Looking to develop a digital strategy? Start with the basics “but with a digital twist,” says Mark McDonald, managing director and digital business strategy lead for Accenture. McDonald, a keynote speaker at the Fusion 2014 CEO-CIO Symposium in Madison, Wis., said every digital business strategy should answer five questions:
1. Who wants to be your customer? “That’s a fundamentally different question than we’ve had in the past,” McDonald said during his talk. “Who are our customers presumes we are in control of who does business with us.” But in the digital world, it’s the customers who have the control. In a blog post, which he published after his talk, he expanded on this idea, writing, “This inverts the answer to this question and the approach to finding that answer.”
2. Why will digital outperform the current business model? Don’t fall into thinking you can simply digitize the way you’re already doing business; that “does not constitute a digital business strategy,” writes McDonald. To avoid “the digital substation trap,” start asking why. “It’s a motivation question,” McDonald said. “Yes, I can put it out there, but why are people going to use it and why are people going to abandon a different kind of activity?”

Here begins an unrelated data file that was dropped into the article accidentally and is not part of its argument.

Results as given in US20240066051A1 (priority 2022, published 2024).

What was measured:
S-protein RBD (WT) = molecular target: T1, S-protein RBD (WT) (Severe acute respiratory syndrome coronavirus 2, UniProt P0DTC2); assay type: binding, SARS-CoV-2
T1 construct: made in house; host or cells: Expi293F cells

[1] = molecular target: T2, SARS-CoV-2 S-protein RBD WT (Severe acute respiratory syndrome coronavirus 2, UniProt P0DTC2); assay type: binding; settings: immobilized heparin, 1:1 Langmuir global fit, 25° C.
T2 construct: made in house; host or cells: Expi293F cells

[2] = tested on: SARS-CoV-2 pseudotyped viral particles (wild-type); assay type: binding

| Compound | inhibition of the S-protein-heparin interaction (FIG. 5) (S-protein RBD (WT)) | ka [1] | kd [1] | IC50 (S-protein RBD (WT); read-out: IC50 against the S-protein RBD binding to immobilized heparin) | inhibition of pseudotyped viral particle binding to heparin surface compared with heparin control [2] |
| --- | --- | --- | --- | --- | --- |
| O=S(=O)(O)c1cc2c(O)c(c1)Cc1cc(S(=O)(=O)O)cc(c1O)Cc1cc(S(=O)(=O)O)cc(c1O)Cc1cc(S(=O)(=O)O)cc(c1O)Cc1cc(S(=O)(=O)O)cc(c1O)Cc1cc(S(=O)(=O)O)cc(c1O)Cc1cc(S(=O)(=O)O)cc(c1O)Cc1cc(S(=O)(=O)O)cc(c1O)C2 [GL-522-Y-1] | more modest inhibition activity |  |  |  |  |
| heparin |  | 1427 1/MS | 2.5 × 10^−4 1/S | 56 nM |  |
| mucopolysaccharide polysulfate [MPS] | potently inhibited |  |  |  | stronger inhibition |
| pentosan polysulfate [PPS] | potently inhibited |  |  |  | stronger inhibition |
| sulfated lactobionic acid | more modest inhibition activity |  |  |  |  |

3. Where will the value be demanded and delivered? Related to the question above, digital businesses demand different thinking. And things as basic as a “value chain” simply don’t translate. That’s being replaced by customer networks and ecosystems, according to McDonald. One way to answer the question of where value will be delivered is to think “less about where you play and more about who you play with,” McDonald writes (emphasis added).
4. When will digital transformation happen? Only a soothsayer could pinpoint exactly when a market will transform or face digital disruption but, McDonald said, if you can learn to recognize the “forces that shape the market,” you’ll be able to see the storm before it strikes. Signals to consider: customer direction, product selection and pricing, and even product information intensity.
5. How will you win? To answer that, McDonald suggested businesses must first know this: How will the players assemble — both internally and externally? Both questions get at the same thing: survivability. As he pointed out in his blog, a strong digital business strategy needs a direction. One to consider: How to shift from using new technology to improve business as usual to using “new technology to bring new value proposition and operations to market.”